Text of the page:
The Government has today announced the publication of a call for evidence that could result in an overhaul of the dismissal process.
The Government is seeking to establish "whether current dismissal procedures are too onerous, too complex, and whether or not there is a lack of understanding in their application".
In addition, ministers are also seeking employers' views on the feasibility of the proposed compensated no-fault dismissal process for businesses with fewer than 10 employees. The idea was first put forward in a report on employment law reforms by venture capitalist Adrian Beecroft in 2011, and Chancellor George Osborne hinted at its introduction in a speech given to the manufacturers' association EEF last week.
Under a compensated no-fault dismissal system, employers could dismiss a worker, where no fault had been identified on the part of the employee, by paying of a set amount of compensation.
Announcing the call for evidence, business secretary Vince Cable said: "We recognise that there is room for improvement which balances the needs of business while ensuring that the necessary employment protections are upheld.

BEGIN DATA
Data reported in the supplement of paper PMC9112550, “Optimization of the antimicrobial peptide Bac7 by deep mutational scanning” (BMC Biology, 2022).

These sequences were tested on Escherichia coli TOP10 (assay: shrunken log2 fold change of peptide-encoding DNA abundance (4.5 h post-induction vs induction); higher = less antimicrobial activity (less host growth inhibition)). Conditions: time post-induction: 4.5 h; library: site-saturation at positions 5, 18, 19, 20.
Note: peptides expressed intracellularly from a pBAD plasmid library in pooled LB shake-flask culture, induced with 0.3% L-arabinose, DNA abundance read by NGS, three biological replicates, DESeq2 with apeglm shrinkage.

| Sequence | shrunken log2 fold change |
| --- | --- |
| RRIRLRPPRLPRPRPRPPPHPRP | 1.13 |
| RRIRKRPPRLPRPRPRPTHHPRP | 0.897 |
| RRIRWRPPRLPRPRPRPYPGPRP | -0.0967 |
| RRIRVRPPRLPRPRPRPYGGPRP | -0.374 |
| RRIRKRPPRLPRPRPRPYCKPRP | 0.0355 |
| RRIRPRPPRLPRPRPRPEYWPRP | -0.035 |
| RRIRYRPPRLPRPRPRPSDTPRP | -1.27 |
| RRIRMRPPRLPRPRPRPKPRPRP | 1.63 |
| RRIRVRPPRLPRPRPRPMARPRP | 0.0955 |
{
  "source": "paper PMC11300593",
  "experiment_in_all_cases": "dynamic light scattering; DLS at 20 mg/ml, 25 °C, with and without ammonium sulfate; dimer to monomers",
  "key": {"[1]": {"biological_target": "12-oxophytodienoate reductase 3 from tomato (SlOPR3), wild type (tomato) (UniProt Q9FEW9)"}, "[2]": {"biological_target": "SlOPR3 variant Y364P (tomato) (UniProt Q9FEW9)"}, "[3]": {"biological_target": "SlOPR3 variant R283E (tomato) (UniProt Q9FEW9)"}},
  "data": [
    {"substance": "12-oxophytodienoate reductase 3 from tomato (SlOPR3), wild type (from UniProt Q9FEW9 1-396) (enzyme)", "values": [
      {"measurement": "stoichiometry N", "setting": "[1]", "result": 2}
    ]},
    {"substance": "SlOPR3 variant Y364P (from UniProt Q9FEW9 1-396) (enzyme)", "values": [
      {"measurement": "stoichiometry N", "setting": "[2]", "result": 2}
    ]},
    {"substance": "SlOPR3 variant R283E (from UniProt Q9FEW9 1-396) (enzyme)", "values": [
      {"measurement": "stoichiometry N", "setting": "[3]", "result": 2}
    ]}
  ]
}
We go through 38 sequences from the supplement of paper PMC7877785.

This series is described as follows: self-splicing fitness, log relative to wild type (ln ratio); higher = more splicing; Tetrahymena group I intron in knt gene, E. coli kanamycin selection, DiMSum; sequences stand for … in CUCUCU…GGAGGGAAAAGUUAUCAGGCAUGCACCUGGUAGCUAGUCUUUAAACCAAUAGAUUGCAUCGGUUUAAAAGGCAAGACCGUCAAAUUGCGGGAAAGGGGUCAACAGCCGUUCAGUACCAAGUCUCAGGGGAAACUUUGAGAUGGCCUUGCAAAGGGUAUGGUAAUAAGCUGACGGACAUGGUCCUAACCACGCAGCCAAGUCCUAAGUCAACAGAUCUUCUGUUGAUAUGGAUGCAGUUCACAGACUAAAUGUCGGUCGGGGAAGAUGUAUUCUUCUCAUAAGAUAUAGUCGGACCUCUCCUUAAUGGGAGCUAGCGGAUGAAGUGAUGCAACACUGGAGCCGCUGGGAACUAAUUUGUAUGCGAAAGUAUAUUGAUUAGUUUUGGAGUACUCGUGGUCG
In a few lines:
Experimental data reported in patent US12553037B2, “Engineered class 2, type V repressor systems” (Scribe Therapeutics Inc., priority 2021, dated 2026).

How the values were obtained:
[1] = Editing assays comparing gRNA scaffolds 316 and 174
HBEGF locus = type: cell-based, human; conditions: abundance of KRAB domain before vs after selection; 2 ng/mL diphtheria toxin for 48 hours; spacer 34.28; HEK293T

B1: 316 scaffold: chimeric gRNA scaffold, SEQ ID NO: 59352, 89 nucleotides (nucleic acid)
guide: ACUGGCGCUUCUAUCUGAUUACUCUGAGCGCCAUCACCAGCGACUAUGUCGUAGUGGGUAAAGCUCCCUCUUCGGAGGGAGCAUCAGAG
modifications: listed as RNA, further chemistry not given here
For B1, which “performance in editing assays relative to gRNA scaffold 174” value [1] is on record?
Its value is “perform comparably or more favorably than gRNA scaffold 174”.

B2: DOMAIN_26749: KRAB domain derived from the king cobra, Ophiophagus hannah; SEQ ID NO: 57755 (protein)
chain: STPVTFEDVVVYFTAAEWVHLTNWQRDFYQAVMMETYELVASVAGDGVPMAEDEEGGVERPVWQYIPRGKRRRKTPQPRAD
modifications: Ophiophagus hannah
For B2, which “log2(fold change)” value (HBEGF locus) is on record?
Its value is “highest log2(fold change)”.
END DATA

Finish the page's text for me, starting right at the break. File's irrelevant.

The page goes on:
"We are already implementing a radical package of reforms to the employment tribunal system and increasing the qualifying period for unfair dismissal from one to two years. These are all measures that will help improve the way businesses hire, manage and end a working relationship.
"But we also recognise that not all jobs work out for both parties - the staff member doesn't quite fit or simply the relationship has irretrievably broken down. And, for micros in particular, who often don't have legal or HR teams, the process to let a staff member go can be a daunting and complicated process.
"We want to give businesses the confidence to hire new staff and make sure when a dismissal needs to be made, they aren't tied up in red tape. This is an effort to see how extensive the problem is and shed some light on the desire for a change to the rules."
Today's announcement was welcomed by CBI director-general John Cridland, who said: "This announcement is a step in the right direction, which will help reduce unemployment in the long term.
"Businesses tell us the current dismissal process needs to be reformed. Introducing compensated no-fault dismissal would give firms confidence to hire, as employer and employee can part ways with no fault on either side, and workers would have sufficient money to allow them time to find a new job.
"This reform would work for both parties and should be available to high-growth as well as small firms."
For more information on today's announcement, see XpertHR's coverage.